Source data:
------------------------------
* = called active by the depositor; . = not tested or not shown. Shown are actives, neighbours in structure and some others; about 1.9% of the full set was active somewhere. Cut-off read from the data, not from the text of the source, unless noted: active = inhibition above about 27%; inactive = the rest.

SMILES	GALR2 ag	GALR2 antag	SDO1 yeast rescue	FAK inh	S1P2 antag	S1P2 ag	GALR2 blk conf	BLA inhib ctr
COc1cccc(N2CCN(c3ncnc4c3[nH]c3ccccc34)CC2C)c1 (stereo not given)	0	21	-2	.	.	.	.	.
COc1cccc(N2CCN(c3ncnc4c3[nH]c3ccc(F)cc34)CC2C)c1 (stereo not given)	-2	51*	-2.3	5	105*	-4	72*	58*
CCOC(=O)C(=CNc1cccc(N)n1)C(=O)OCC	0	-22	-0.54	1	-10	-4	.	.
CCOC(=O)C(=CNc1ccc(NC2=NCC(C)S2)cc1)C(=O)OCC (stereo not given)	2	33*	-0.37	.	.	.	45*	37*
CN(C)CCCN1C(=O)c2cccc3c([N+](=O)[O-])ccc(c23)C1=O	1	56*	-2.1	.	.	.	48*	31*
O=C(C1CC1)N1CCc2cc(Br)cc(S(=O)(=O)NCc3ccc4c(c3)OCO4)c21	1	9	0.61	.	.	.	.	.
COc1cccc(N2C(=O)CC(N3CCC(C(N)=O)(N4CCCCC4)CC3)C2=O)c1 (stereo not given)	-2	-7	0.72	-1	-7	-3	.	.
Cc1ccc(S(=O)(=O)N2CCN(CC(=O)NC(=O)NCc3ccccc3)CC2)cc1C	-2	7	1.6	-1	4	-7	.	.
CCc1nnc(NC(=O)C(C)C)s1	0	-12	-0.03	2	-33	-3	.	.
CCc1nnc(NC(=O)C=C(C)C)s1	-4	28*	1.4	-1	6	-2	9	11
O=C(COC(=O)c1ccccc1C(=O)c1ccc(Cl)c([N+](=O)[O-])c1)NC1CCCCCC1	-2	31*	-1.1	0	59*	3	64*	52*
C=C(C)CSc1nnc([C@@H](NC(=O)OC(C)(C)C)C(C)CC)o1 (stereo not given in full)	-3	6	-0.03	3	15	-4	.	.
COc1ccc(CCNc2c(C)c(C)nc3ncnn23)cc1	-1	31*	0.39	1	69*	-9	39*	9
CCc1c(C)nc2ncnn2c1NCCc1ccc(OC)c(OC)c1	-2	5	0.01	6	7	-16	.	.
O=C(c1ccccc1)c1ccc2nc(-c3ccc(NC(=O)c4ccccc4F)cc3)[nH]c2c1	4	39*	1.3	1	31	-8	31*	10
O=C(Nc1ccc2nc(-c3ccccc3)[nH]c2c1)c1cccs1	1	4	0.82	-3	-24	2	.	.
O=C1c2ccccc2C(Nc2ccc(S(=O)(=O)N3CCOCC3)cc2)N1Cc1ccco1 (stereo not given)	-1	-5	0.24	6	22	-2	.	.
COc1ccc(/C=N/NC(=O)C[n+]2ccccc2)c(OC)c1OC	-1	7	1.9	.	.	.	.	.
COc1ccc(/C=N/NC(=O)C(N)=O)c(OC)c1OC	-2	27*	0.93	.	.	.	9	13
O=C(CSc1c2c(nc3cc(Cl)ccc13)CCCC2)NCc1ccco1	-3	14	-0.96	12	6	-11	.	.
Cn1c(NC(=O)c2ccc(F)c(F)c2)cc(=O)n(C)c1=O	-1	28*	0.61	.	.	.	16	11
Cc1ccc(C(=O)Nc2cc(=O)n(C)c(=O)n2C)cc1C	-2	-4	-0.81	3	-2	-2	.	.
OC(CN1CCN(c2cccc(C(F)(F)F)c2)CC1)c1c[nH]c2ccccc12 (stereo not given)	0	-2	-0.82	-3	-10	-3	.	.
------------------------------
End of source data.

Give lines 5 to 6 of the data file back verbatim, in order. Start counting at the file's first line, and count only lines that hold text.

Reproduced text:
CCOC(=O)C(=CNc1cccc(N)n1)C(=O)OCC	0	-22	-0.54	1	-10	-4	.	.
CCOC(=O)C(=CNc1ccc(NC2=NCC(C)S2)cc1)C(=O)OCC (stereo not given)	2	33*	-0.37	.	.	.	45*	37*